William J. Lannigan
In the early eighties, I was a fairly new counselor in an outpatient addiction treatment program in Staten Island when Frankie G. was assigned to me. When I first saw him in the waiting room, my eyes were drawn to his thick black hair . It grew unusually low on his brow and was greased and combed straight back. He reminded me of a photograph I had once seen of an Italian immigrant from the pushcart era. His dark eyes, strong nose and jaw were classically Sicilian, but his black shirt and pants emphasized the uncharacteristic paleness of his skin. He looked as if he didn’t go outside much.
While I was meeting with him and writing down his psychosocial history, he told me that, eight years before, he had been a construction worker working the high steel in Manhattan when he fell several stories down a shaft and badly injured his back. There had been multiple surgeries, long periods of painful recovery and large doses of painkillers to make life bearable. Frankie admitted that, from his early teens on, he had drunk his share of beer, wine and whiskey, smoked marijuana and sampled the pills that were passed around at parties in his blue collar neighborhood, but he didn’t think he’d crossed the line into addiction until after his accident. He had a history of painkiller addiction including morphine, Delaudids and IV heroin use. A methadone maintenance program hadn’t been able to keep him away from heroin.
He hadn’t gone back to work since the accident and hadn’t been able to accumulate much clean time. Although he readily told me his story and it seemed that his wife and family were supportive, I didn’t pick up anything hopeful in his words or his affect. The best I could say was that, rather than seeming beaten down, he just seemed resigned. Frankie was someone whose drug history, while more common today, stood out back then from the classic, male alcoholics I was used to in my caseload.
I knew the city pretty well and usually asked new people where they had grown up to make our first meeting more of a conversation than an interview.
Brooklyn, Frankie told me.
--- Where in Brooklyn?
--- By McDonald Avenue?
I had lived near there until I was seven. When I heard him say, “Dahill Road, “ I remembered my mother and I walking past Dahill to the trolley car on McDonald back in 1952. Usually, we would walk the half mile or so to kindergarten and first grade at Saint Simon and Jude, but, in rainy weather, I would be helped into my yellow raincoat and black rubber rain boots and we would walk to the trolley and take it down to Avenue T, a short block from the school. Sometimes, in good weather, we would walk over by McDonald to the triangular lot with a house owned by an old Italian man “to see the goats.” The old man had a large garden of tomatoes and peppers and several goats who roamed down the large yard to the point of the triangle where I could push grass and weeds through the chain link fence for them.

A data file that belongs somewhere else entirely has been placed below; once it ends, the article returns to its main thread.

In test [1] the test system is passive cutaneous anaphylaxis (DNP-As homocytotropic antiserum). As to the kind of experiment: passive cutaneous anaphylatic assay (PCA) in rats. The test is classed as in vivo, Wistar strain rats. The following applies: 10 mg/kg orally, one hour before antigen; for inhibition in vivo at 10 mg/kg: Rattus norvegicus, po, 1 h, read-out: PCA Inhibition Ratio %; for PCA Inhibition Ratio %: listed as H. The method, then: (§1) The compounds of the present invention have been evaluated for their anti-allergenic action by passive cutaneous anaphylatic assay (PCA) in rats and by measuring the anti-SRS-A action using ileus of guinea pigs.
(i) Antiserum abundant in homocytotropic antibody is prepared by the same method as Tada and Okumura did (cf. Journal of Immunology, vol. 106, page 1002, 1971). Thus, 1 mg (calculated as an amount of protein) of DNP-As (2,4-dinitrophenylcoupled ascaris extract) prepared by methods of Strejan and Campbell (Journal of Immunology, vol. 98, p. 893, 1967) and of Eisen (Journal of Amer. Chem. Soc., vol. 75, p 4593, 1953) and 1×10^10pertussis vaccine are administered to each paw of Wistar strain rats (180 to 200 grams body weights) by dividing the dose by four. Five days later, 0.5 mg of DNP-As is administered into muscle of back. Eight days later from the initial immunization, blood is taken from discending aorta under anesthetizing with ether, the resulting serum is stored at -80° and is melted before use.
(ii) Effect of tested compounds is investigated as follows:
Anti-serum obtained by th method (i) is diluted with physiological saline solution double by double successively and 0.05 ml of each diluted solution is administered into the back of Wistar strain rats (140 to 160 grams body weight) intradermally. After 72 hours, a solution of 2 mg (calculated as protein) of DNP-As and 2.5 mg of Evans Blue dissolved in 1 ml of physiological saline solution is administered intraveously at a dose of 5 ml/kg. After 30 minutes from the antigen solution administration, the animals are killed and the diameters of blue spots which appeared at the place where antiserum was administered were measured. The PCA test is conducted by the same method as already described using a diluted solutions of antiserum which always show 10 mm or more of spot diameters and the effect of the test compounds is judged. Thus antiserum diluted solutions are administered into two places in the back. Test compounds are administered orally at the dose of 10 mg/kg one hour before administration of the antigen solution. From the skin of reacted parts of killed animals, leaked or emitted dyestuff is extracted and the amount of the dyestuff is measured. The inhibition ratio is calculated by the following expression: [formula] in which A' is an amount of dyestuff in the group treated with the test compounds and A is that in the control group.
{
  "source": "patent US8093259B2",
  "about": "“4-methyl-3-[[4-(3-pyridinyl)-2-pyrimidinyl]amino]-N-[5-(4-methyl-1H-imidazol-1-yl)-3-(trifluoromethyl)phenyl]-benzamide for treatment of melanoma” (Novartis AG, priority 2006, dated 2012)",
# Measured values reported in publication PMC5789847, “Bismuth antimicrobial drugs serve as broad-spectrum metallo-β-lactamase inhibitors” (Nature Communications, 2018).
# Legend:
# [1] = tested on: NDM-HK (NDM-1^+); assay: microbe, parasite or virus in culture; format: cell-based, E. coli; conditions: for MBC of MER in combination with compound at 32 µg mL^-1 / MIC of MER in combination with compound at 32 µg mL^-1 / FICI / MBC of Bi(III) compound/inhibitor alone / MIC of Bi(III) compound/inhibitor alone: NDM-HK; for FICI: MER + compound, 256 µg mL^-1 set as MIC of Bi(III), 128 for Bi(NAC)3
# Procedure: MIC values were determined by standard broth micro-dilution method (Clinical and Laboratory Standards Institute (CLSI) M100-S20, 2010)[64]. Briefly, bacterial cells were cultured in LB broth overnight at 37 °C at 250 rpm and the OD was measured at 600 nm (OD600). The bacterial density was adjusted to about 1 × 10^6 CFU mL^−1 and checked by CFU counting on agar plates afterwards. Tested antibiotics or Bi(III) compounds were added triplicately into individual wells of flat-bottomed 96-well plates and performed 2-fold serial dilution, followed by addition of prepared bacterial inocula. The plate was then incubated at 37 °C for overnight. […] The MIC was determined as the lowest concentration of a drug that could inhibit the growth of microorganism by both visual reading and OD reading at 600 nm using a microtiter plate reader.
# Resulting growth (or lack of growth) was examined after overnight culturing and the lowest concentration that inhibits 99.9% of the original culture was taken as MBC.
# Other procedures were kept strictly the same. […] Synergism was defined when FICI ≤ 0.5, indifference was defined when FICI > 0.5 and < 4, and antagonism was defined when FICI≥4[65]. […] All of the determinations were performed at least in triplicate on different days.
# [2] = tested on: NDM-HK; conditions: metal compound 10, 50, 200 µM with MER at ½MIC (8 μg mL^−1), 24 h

--- Do you remember the goats?
YOU KNOW ABOUT THE GOATS!!! HOLY CHRIST! MY GRANFADDUH HAD THOSE GOATS!!
--- I lived near there when I was little. I remember the goats and the tomato plants. The old man was your grandfather?
Yeah. That was my granfadduh. He had a little baby goat. I loved that little goat. They was goin’ to kill that little goat. They was savin’ it for Eastuh. I hid it away in the basement and fed it. My fadduh found it and took it away. Then he beat the living shit out of me…. That’s when all my problems stahtid.
I was stunned, I was really stunned. I felt Freud-like. Through a previously unknown genius or magic within me I had uncovered in an instant the deepest, darkest secret of this man’s soul. ….Well, it was certainly uncovered, but my grandiosity quickly faded as I realized, in the next instant, that I didn’t know what the hell to do with it nor how to match the force of his expression.
It was a long time ago and other details of the encounter have faded from my memory. My hazy recollection is that Frankie came once after this to a group session and then never came back. I know that I never did re-visit with him his experience caring for the baby goat and being beaten by his father.
I didn’t help him with his experience, but hearing his experience helped me. The memory of the force and power of Frankie’s response stayed with me. I began to pay special attention to both my own and my clients’ associations and, in supervision, I focused more and more on how to respond to traumatic pain. I’m back doing individual counseling these days and now I’m ready to be present and helpful whatever comes up.
I’m wistful now when I think about those trolley cars. There have been none in Brooklyn for generations. There were horse drawn vegetable wagons and junk wagons then also. Soon we will have self-driving cars on the asphalt that covers the trolley tracks. In the new culture rising from the old neighborhoods, there are no goats, fewer gardens and pizza is sold for $5 a slice.
But I well know that some things are as they always have been. Even as the best of things grow, the worst of things is always nearby, waiting to happen.
That is why there are currently 9200 children in protective services in NYC.